In 2019 I did a lot of intensive learning about health and nutrition, also researching sources of high-quality food produced compassionately, ethically and responsibly, with lower food miles and as little packaging as possible. I want to carry through that responsible practice into 2020, building and maintaining my health to the best of my ability, honouring the Earth and working for the wellbeing of creation. Organic, simple wholefood, produced to high ethical standards, from small local producers whose agricultural practice nurtures the land and the many species that share it. Particularly as we part company with EU regulations, I think it would be wise to stick to simple ingredients and avoid packaged or processed food — which for all the usual reasons of less packaging, fresher, lower food miles, represents a better choice anyway.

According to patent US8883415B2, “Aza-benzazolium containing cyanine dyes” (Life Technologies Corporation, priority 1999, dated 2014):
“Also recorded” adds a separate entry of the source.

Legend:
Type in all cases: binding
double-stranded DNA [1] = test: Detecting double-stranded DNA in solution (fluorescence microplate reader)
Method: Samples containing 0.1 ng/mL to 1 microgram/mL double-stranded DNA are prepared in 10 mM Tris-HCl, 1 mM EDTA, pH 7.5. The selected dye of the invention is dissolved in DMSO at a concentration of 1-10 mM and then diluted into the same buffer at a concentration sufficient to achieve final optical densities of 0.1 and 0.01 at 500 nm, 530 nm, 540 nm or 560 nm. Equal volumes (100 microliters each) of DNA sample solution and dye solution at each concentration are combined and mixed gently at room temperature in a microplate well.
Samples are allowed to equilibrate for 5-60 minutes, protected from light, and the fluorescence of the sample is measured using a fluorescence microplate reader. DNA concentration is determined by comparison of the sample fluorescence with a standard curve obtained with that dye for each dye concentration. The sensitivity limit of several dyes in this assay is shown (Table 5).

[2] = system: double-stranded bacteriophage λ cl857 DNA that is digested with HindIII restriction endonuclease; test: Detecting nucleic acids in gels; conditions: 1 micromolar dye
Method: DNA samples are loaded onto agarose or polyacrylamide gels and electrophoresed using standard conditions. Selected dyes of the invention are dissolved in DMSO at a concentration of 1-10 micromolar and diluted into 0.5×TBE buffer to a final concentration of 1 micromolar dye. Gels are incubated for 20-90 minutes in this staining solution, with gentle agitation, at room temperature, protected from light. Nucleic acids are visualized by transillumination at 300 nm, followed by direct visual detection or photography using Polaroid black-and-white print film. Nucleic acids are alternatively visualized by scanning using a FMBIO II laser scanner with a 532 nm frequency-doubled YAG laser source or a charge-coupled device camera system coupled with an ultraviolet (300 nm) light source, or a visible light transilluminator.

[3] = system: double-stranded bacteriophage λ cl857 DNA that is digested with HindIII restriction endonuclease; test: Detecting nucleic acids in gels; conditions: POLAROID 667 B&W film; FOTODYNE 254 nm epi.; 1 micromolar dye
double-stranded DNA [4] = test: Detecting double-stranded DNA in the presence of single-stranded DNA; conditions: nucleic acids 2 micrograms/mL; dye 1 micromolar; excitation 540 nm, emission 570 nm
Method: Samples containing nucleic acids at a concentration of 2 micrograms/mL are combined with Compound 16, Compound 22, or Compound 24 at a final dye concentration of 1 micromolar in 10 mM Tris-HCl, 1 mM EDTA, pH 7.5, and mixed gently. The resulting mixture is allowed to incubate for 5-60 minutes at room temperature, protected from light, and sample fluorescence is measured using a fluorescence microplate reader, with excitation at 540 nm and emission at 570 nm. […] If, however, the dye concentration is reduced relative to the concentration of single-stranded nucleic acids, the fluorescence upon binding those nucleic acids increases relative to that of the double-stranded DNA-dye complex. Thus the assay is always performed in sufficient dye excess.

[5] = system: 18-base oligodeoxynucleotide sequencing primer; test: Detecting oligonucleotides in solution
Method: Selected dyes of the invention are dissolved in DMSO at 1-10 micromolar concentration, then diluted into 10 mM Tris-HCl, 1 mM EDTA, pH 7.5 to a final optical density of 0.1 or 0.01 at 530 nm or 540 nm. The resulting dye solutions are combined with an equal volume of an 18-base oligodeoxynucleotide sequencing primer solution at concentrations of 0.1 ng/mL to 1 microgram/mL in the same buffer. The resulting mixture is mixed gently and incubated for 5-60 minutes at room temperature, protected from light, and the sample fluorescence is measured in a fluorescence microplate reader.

Those are the thoughts and intentions I am holding in place as we go into the new year.

And you — please do come and share in the comments what intention you are holding as we go into 2020 — may you be blessed in the year ahead; may you be at peace, may you be well, may you be contented and provided for. May you be happy.

As John Wesley said, "The best of all is God is with us."


Suzan said...

I wish you a wonderful year and decade ahead. May you meet your aims and ideals. Soul searching means some uncomfortable moments and reimagining life's path.

Long ago I gave up on making resolutions. But for this year I will be looking to lower my imprint upon the earth. My daughter is moving closer to my home so in cooler weather I will be able to walk to babysit and not drive for thirty minutes. I am going to work diligently at being far more resourceful about our food purchases. There always seems to be so much in the fridge. At present my mother's love of condiments means there is little room for the stuff that should be in there.